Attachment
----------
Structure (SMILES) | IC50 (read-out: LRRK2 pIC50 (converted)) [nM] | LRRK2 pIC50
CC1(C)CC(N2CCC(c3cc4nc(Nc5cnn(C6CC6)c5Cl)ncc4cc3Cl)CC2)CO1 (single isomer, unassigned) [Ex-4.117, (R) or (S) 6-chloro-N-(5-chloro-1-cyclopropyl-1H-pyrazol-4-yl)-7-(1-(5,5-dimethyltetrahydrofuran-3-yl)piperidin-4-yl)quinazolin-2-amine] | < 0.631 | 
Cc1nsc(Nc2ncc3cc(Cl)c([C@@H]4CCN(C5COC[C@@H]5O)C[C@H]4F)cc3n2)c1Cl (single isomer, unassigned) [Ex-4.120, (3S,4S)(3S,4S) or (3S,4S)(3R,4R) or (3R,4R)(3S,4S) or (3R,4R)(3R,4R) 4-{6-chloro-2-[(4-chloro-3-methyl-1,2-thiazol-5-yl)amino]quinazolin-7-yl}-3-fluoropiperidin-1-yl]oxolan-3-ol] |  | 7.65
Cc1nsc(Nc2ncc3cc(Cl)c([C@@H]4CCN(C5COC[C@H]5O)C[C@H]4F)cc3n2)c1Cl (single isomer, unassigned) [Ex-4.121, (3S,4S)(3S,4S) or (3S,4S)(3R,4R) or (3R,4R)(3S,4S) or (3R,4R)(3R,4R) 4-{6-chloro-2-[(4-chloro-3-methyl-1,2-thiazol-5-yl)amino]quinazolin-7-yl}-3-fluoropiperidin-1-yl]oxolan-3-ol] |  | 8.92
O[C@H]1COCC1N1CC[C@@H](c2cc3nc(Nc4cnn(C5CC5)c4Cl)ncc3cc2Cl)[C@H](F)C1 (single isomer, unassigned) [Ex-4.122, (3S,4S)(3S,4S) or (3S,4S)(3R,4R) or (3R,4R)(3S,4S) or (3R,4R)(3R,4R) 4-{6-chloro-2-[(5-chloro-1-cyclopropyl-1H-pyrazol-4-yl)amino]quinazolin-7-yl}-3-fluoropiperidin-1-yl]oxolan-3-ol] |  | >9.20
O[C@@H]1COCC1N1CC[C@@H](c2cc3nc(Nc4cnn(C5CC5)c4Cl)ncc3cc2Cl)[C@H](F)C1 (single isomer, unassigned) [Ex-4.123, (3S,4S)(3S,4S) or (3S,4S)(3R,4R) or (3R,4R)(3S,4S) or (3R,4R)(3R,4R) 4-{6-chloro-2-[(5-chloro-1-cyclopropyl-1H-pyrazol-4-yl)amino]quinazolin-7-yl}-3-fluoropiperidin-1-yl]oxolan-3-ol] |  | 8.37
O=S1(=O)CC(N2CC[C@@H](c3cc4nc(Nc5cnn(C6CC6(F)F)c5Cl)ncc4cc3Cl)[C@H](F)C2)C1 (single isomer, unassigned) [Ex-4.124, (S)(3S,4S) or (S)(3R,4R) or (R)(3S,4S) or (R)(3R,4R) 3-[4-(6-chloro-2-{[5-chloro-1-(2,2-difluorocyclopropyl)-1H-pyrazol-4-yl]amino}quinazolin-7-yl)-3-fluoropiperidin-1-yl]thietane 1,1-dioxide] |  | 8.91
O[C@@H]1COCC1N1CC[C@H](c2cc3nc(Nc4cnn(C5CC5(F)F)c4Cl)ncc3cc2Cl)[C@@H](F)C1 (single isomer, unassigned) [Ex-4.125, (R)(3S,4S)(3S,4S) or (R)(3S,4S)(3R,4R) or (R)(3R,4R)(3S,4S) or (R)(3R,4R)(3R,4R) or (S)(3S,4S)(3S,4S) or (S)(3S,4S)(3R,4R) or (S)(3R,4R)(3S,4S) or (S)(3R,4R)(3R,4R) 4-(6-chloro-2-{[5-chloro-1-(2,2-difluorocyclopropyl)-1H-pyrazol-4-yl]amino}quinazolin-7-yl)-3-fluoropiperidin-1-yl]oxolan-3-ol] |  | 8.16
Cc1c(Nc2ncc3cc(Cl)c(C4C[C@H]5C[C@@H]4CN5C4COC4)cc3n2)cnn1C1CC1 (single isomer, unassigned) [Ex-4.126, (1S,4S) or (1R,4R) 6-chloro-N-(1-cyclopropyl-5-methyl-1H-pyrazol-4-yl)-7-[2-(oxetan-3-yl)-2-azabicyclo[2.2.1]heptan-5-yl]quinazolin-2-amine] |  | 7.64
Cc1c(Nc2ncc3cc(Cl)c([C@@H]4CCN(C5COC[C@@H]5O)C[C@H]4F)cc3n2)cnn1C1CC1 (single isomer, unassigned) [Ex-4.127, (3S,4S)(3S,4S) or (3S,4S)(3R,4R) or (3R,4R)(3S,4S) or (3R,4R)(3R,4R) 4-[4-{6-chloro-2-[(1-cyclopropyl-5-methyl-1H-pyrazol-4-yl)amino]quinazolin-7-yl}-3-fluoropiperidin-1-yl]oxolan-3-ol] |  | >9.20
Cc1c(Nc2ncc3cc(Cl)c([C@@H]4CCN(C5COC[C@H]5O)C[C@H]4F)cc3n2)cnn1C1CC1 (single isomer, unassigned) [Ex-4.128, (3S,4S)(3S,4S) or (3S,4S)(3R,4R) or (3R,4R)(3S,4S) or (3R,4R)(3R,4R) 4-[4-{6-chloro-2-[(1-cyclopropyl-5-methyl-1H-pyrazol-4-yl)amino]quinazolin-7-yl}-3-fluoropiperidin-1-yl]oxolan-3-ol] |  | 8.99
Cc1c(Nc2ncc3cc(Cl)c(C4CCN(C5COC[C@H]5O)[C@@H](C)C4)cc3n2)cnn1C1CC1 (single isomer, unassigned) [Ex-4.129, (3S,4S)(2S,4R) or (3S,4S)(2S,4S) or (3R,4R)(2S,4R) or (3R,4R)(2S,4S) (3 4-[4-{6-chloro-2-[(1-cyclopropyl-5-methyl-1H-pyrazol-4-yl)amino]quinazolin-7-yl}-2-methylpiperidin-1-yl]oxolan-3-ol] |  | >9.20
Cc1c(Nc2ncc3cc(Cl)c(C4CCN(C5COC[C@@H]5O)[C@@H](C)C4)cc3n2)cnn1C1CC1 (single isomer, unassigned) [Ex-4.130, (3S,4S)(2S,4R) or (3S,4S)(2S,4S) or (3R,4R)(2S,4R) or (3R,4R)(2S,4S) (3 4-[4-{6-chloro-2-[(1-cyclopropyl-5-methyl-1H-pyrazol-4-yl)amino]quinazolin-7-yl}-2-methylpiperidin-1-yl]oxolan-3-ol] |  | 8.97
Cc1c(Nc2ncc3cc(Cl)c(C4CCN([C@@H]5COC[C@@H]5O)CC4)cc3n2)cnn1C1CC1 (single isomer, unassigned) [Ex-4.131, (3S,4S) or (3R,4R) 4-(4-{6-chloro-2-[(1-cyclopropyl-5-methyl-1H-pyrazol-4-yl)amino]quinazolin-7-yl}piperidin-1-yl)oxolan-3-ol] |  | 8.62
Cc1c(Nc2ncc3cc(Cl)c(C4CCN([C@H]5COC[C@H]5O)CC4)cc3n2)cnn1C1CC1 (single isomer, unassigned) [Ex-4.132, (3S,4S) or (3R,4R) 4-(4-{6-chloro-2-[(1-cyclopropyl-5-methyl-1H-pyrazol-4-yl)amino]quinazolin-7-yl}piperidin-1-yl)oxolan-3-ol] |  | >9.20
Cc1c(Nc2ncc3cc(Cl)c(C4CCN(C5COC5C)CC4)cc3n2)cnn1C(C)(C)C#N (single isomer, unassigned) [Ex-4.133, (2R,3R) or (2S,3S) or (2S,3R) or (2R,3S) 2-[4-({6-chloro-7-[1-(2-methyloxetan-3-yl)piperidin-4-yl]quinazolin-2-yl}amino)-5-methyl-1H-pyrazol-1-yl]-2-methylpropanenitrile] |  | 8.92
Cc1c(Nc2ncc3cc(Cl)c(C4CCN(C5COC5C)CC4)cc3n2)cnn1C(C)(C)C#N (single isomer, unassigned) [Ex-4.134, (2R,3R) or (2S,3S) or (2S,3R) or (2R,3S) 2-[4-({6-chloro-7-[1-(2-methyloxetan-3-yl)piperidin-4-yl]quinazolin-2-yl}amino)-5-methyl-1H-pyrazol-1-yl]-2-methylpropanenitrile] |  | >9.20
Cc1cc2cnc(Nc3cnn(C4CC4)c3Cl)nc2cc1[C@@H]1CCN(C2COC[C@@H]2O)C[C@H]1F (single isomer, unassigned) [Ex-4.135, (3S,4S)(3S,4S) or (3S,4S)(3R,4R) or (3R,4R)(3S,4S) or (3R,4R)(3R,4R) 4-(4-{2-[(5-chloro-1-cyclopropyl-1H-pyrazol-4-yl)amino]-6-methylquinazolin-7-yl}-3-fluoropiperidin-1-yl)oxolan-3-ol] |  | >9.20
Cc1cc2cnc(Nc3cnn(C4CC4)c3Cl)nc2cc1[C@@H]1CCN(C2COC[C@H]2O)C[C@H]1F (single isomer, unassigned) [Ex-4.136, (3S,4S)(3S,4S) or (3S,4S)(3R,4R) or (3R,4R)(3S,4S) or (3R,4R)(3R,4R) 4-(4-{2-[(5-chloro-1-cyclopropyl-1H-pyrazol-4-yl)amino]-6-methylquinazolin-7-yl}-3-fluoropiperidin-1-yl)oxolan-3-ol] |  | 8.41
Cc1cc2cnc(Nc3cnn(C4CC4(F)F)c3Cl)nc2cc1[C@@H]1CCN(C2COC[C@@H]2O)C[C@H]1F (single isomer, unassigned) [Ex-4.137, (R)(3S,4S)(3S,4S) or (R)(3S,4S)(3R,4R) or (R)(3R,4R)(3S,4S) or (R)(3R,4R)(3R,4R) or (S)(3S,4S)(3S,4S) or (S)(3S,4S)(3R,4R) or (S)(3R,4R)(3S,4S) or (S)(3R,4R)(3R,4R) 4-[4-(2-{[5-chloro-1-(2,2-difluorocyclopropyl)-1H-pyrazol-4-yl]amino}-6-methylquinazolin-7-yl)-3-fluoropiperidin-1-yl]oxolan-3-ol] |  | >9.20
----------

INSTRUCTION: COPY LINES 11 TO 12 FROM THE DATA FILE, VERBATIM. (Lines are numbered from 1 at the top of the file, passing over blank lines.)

Cc1c(Nc2ncc3cc(Cl)c([C@@H]4CCN(C5COC[C@H]5O)C[C@H]4F)cc3n2)cnn1C1CC1 (single isomer, unassigned) [Ex-4.128, (3S,4S)(3S,4S) or (3S,4S)(3R,4R) or (3R,4R)(3S,4S) or (3R,4R)(3R,4R) 4-[4-{6-chloro-2-[(1-cyclopropyl-5-methyl-1H-pyrazol-4-yl)amino]quinazolin-7-yl}-3-fluoropiperidin-1-yl]oxolan-3-ol] |  | 8.99
Cc1c(Nc2ncc3cc(Cl)c(C4CCN(C5COC[C@H]5O)[C@@H](C)C4)cc3n2)cnn1C1CC1 (single isomer, unassigned) [Ex-4.129, (3S,4S)(2S,4R) or (3S,4S)(2S,4S) or (3R,4R)(2S,4R) or (3R,4R)(2S,4S) (3 4-[4-{6-chloro-2-[(1-cyclopropyl-5-methyl-1H-pyrazol-4-yl)amino]quinazolin-7-yl}-2-methylpiperidin-1-yl]oxolan-3-ol] |  | >9.20